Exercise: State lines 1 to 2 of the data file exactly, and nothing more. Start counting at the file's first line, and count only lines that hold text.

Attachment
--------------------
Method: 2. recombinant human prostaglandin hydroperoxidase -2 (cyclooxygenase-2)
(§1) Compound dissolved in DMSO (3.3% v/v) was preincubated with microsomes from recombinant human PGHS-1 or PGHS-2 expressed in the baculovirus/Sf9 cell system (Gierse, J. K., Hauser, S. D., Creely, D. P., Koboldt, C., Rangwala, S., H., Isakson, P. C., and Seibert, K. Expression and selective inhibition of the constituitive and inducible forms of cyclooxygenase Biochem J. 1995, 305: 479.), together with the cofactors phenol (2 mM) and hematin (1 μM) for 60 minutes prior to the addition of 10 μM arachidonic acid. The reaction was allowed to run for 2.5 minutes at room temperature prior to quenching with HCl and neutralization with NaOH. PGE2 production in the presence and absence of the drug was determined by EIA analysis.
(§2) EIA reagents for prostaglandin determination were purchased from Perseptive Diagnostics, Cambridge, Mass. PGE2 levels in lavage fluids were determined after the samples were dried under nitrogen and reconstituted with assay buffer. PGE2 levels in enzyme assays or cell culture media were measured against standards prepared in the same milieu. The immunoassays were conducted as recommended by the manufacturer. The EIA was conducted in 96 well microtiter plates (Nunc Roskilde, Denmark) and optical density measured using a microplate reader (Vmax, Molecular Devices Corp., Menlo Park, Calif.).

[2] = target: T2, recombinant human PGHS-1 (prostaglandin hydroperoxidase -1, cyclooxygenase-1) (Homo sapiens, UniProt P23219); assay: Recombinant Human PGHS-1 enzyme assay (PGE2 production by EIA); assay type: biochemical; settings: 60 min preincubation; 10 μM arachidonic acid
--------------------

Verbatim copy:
Method: 2. recombinant human prostaglandin hydroperoxidase -2 (cyclooxygenase-2)
(§1) Compound dissolved in DMSO (3.3% v/v) was preincubated with microsomes from recombinant human PGHS-1 or PGHS-2 expressed in the baculovirus/Sf9 cell system (Gierse, J. K., Hauser, S. D., Creely, D. P., Koboldt, C., Rangwala, S., H., Isakson, P. C., and Seibert, K. Expression and selective inhibition of the constituitive and inducible forms of cyclooxygenase Biochem J. 1995, 305: 479.), together with the cofactors phenol (2 mM) and hematin (1 μM) for 60 minutes prior to the addition of 10 μM arachidonic acid. The reaction was allowed to run for 2.5 minutes at room temperature prior to quenching with HCl and neutralization with NaOH. PGE2 production in the presence and absence of the drug was determined by EIA analysis.